Dedications: My four late friends Rory, Stan, Bryan, Jeff - shine on you crazy diamonds, they would have blogged too. Then theres Garry from Brisbane, Franco in Milan, Mike now in S.F. / my '60s-'80s gang: Ned & Joseph in Ireland; in England: Frank, Des, Guy, Clive, Joe & Joe, Ian, Ivan, Nick, David, Les, Stewart, the 3 Michaels / Catriona, Sally, Monica, Jean, Ella, Anne, Candie / and now: Daryl in N.Y., Jerry, John, Colin, Martin and Donal.

Thursday, 31 December 2015

Midge's place ...

Looking at VERTIGO once again on Blu-ray is  a revelation - like those other Hitchs on Blu, its the music that grabs one - those great scores by Bernard Herrmann - here, and in PSYCHO particularly, they add so much more to the film ....  but now VERTIGO has something else for me: another Apartment We Love - Midge's place - is it  studio? is there a bedroom? overlooking San Francisco. Its just too divine and like Kate Hepburn's fancy New York apartment in DESK SET, or the Harrisons' swish London one in THE RELUCTANT DEBUTANTE or Jack Buchanan's so tasteful  (pure Minnelli) town house in THE BANDWAGON or of course the perfect mid-50s house created for NORTH BY NORTHWEST - we want to live there. 
I particularly like the ideal little kitchen area where Jimmy Stewart's Scottie makes some coffee - so compact with those ideal shelves and all one would need ...... Barbara Bel Geddes too creates one of Hitch's most sympathetic second female leads as Midge, just like Suzanne Pleshette in THE BIRDS or Diane Baker in MARNIE.
Even reading how the scene where Kim jumps into the bay was shot does not spoil the mood - it was actually a stand-in for that shot, and he jumped into parachute material, and the shot of Kim in the water was a tank shot, so nobody was actually in the ocean - movies, how we love them ! 

Wednesday, 30 December 2015

How not to do Agatha Christie ?

Another AND THEN THERE WERE NONE - from the BBC shown three nights after Christmas. Reviewers and some bloggers have liked it (hello Mark), but am I the only one who found it excruciating? - dragged out to three hours, the life seemed sucked out of it. I have not read Christie' original or seen the 1945 film version, but my sister assures me it followed the book faithfully, with everyone dead at the end, leaving a puzzle for the police when they finally get to that deserted island with 10 bodies, off the coast of Devon, in 1939.

Well I much prefer the glossy 60s and 70s versions: TEN LITTLE INDIANS in 1965 where Hugh O'Brien and Shirley Eaton are the main young couple, Fabian and Daliah Lavi provide the glamour and the oldies are Wilfrid Hyde White as the judge and Dennis Price as the doctor, plus Stanley Holloway and Leo Genn. That was a zippy Harry Alan Towers production set in a Swiss mountain top fortress.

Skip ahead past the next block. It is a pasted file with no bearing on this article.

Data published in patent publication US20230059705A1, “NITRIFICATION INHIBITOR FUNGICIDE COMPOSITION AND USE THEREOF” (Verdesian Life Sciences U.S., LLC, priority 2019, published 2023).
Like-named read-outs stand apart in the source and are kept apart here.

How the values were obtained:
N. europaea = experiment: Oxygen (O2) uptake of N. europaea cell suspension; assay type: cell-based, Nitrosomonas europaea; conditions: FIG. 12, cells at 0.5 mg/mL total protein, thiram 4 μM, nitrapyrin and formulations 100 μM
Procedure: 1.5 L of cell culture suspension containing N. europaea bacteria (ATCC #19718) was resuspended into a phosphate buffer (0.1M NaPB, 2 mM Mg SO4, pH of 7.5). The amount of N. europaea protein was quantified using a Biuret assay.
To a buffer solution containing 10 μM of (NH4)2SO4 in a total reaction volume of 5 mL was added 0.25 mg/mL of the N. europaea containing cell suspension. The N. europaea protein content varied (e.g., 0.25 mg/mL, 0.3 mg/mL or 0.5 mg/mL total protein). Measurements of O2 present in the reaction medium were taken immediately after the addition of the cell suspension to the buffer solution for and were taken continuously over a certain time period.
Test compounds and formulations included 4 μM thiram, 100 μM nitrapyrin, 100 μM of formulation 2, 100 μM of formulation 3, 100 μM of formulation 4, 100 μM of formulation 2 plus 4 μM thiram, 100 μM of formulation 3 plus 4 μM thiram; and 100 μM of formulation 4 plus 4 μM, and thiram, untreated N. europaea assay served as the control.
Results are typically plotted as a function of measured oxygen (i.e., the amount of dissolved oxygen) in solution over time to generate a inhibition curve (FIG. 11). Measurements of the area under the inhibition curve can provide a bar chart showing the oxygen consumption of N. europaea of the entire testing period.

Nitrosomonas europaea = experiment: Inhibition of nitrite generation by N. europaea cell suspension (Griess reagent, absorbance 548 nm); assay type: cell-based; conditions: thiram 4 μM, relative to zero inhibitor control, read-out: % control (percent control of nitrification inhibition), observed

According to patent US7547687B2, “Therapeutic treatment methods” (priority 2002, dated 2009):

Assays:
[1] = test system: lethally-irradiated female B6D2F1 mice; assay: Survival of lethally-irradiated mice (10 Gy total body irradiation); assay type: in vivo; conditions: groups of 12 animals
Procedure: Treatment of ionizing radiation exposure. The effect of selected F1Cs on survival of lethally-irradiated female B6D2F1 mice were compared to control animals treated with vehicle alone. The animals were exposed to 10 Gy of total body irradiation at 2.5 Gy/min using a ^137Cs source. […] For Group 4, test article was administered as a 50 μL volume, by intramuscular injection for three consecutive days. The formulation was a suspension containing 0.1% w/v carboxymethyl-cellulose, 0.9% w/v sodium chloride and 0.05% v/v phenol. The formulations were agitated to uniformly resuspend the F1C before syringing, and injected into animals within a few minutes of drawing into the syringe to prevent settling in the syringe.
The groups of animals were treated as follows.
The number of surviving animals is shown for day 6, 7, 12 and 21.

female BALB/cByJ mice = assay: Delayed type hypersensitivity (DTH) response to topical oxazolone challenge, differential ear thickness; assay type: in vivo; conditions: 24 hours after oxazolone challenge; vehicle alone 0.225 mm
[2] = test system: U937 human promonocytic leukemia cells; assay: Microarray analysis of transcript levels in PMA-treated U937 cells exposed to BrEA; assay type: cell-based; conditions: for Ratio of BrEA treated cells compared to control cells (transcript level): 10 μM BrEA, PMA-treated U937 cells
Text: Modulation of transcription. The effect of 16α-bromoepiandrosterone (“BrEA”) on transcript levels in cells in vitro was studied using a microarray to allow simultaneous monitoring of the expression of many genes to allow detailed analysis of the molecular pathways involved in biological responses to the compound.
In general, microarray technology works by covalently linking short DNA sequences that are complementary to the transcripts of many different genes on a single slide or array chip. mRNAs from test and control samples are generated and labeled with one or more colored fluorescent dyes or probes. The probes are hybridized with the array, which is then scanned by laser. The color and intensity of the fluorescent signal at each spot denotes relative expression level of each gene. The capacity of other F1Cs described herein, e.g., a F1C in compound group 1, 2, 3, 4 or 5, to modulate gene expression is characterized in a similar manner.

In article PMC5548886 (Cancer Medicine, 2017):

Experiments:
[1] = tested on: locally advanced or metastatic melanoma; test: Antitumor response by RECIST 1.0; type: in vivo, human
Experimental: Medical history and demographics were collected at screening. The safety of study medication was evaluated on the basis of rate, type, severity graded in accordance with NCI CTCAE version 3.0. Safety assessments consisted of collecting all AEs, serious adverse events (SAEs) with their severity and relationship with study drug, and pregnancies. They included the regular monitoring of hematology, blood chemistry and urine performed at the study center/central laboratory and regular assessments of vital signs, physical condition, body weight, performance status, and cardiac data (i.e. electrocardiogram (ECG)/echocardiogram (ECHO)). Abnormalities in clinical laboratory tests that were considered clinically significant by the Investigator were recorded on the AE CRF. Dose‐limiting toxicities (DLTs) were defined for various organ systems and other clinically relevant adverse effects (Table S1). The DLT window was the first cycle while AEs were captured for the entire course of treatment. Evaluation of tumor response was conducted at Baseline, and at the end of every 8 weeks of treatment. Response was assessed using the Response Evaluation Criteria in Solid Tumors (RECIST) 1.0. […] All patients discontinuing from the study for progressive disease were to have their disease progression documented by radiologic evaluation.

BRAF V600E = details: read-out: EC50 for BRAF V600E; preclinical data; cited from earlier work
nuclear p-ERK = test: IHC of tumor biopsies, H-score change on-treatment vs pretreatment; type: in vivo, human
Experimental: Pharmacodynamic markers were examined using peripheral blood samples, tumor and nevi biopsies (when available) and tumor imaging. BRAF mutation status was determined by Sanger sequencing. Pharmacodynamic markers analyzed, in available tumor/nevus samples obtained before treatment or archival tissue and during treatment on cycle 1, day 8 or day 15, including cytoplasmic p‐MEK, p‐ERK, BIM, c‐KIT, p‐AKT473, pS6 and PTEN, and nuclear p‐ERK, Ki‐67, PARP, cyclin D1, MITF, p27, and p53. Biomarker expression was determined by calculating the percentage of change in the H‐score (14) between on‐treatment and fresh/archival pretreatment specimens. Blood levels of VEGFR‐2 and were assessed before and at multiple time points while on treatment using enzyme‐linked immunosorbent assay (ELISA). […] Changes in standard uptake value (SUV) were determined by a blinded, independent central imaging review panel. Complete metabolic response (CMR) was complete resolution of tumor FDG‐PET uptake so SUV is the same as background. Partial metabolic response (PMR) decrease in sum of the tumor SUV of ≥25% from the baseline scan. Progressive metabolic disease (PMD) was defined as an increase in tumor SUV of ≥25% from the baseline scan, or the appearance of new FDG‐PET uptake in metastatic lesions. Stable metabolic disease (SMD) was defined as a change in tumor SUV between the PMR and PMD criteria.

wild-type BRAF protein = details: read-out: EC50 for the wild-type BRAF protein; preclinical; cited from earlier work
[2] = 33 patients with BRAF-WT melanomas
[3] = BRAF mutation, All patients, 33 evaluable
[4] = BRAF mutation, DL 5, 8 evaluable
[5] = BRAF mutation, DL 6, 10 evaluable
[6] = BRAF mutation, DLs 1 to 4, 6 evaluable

The 1974 AND THEN THERE WERE NONE was a very glossy international production with the bonus of being filmed in Iran, with leads Oliver Reed and Elke Sommer, French stars Stephane Audran and Charles Aznavour (who croaks one of his hits before being the first to expire), Richard Attenborough and Herbert Lom were judge and doctor, and we had not one but two Bond villains: GOLDFINGER Gert Frobe and Adolfo Celi. (see Christie label for more on these).

SPOILERS AHEAD: Both of the above had the main young leads surviving at the end, as that gun had some fake bullet - so they were able to spoil to real killer's plot ...... This new BBC version is very dark and gloomy, cue lots of bad weather and thunderstorms,  but also lots of unnecessary flashbacks, but the casting is the thing here: POLDARK's Aidan Turner shows how to wear a towel - as a low-slung sarong, Douglas Booth - he of the cheekbones one could grate cheese on - is the first to go, Toby Stephens looks very dashing, Sam Neill, Miranda Richardson, and Charles Dance ..... but in all it a long way from those glossy 80s all-star Christie adaptations one can enjoy any time.

Now for the BBCs new WAR AND PEACE, in 6 hours (their previous one in 1972, with a young Anthony Hopkins) ran for 20 episodes .... and includes sex scenes which Tolstoy "forgot to write" according to veteran adapter Andrew Davies ..... we have been warned!

Wednesday, 23 December 2015

1960s: Armchair Theatre


The blurb for Volume 4 of dvd pack (4 disks containing 12 plays and reasonably priced) of ARMCHAIR THEATRE says: "Pioneering, immensely influential and often challenging, ARMCHAIR THEATRE was (English) ITV's flagship drama anthology series. Bringing high-quality drama to the viewing public (back in the era when there were just two television channels and in black and white) the series easily demonstrated the network's potential to rival the BBC's drama output, with diverse and powerful plays showcasing some of Britain's most gifted writers and directors. This set comprises 12 plays featuring performances by some of the era's most celebrated and accomplished actors - including Susannah York, Colin Blakely, Ian Holm, Billie Whitelaw, Donald Pleasence, Terry-Thomas, Irene Handl, Patrick Macnee, Arthur Lowe and John Le Mesurier, among many others, including American import Carroll Baker (my pal Jerry will love this!). This volume includes early plays by both Jack Rosenthal, Ted Willis, Angus Wilson, Alun Owen, Len Deighton and John Hopkins, as well as Terry Southern." 

I just had to get this when I saw it included a production of Oscar's THE IMPORTANCE OF BEING EARNEST which I had not heard of before, from November 1964 (I was 18 then, new in London, in my bedsitter but with no television, so I missed it) with, for me, a dream cast to equal the 1952 Asquith film which of course had the definitive Lady Bracknell in Edith Evans, and with Joan Greenwood and Margaret Rutherford.